Recently AIM interviewed Gigi Gaston, director of the documentary film, “We Will Not Be Silenced.” The film documents voter intimidation and corruption by forces working for then-candidate Barack Obama at Democratic precinct caucuses and state conventions during the 2008 Presidential primary. The filmmaker is surprising in that she is a lifelong Democrat, whose grandfather was the mayor of Boston and later the governor of Massachusetts, and she is a Hollywood screenwriter.
She says that after receiving a call from a former congressional investigator, she went to Texas to look into charges of voter irregularities in the Democratic caucus process to choose their presidential nominee. It was down to Hillary Clinton or Barack Obama. What she found, as described on the website for the film, was “falsified delegate counts, falsified documents, and other violations” And she describes the “disenfranchising of American citizens by the Democratic Party and the Obama campaign,” and said that the “infamous campaign of ‘change’ from Chicago encouraged and created an army to steal caucus packets, falsify documents, change results, allow unregistered people to vote, scare and intimidate Hillary supporters, stop them, threaten them, lock them out of their polling places, silence their voices, and stop their right to vote.”
Through interviews with people with a first-hand knowledge of what was going on, including civil rights activist Helene Latimer, a very disturbing picture formed of what the Obama campaign was up to in order to “win” the nomination. Attorney Gloria Allred is shown calling for the elimination of the caucuses.
Ms. Gaston described how the Clinton campaign attempted to bring evidence of some of these irregularities to the attention of the media, but they were largely ignored.
You can listen to the full interview, or read the transcript here.
Here are some additional quotes from the interview.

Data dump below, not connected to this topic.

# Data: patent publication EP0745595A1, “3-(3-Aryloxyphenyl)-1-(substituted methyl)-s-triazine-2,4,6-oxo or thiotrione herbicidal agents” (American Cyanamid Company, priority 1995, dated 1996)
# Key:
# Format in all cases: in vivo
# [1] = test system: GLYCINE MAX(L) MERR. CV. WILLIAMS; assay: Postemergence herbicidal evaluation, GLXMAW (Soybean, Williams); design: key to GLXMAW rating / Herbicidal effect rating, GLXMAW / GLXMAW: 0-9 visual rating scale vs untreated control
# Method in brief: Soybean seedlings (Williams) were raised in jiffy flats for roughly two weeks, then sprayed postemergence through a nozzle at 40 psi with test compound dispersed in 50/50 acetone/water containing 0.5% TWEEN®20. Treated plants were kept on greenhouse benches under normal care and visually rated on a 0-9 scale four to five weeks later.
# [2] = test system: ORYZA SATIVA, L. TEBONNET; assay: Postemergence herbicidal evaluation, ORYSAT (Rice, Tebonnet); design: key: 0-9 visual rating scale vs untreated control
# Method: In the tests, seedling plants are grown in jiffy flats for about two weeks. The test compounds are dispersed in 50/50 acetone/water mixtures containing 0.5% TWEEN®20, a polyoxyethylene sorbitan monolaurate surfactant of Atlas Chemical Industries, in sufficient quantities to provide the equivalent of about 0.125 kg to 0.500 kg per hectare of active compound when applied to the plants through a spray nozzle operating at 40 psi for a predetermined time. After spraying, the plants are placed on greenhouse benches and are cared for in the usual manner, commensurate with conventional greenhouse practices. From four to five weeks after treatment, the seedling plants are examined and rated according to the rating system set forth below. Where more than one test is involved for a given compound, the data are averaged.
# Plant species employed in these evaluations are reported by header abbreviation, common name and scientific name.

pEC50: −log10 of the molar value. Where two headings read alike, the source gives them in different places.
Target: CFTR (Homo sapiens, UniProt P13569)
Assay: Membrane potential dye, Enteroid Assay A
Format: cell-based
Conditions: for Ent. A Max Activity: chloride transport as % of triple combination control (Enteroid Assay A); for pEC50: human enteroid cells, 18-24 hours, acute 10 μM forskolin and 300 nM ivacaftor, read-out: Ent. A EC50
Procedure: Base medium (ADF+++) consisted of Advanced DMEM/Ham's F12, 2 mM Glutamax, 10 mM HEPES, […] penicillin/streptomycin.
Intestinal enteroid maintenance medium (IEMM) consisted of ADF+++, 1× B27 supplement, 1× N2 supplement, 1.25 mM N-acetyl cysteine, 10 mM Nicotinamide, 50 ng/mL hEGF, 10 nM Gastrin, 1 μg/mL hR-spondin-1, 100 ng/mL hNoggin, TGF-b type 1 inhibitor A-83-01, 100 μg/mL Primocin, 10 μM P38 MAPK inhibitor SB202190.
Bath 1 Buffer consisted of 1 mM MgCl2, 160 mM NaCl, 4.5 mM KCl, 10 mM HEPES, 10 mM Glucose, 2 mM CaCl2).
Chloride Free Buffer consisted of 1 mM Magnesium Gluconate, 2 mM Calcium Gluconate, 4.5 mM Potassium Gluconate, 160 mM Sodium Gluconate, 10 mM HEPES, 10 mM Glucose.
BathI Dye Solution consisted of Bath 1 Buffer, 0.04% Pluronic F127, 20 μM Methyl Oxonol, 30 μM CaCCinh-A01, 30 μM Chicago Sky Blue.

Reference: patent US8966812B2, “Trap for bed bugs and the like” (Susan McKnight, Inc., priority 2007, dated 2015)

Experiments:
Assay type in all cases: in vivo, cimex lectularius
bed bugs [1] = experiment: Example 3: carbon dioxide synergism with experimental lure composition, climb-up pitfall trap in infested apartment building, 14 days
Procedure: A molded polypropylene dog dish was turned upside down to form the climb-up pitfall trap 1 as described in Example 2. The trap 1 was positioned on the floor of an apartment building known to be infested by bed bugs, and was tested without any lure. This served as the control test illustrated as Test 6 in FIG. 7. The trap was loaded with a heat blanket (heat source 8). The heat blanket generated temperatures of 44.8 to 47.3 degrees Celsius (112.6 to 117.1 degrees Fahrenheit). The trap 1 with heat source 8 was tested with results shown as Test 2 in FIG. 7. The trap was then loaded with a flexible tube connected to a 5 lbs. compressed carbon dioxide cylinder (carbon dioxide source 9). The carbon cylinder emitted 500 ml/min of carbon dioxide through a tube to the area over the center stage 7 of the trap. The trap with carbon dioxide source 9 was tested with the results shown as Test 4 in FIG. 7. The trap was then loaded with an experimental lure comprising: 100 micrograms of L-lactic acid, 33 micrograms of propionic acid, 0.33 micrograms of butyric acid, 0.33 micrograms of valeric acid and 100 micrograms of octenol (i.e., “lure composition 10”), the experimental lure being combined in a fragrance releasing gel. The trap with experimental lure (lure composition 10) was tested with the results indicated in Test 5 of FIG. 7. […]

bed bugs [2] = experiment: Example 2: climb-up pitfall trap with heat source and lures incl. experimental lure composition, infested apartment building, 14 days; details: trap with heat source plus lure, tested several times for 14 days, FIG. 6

“In Sioux City, Iowa, alone, out of a caucus where a hundred people caucused for Obama, 40 people had the same address. Different things like that I saw, but the people are really the things that made me realize what was going on was far more serious than what I’d gone down to do, which was basically to prove everyone wrong. And I was even more startled that when you actually tried to say something about it, and let people know, especially the press in this country—I think not only is our voting in great jeopardy here, but I think the press is.”
“...if you had an Obama sticker on, they didn’t check ID, they just waved you into the room to stand on the side of Obama. That happened constantly. A lot of people weren’t even from that precinct, in that area. If I want to caucus, and, say I’m in Venice, California, or Santa Monica, California, I can’t go to Malibu and caucus also. There were a lot of repeats, of people going all over. Bussing in was the worst part. I don’t know if you saw, in the documentary, where all these parents didn’t know where their kids had been taken, and they’d been taken across from Illinois into Indiana, and caucused, bought dinner, and returned. It’s not legal to pay someone to vote for you.”
“I haven’t left the [Democrat] party yet, because I’m in to try to see if this is one last shot, that they could totally be heroic, unite the party, and address this. I know it’s a crazy hoop-dream, but I haven’t left the party yet. I definitely don’t believe in what—the great gifts we were given as people that came to this country. I don’t believe that it’s still there. I really am concerned about our voting. I really don’t feel we’re going to have—that our votes are ever going to be represented again if we, as people, don’t go, ‘Hey! You guys have to address this!’”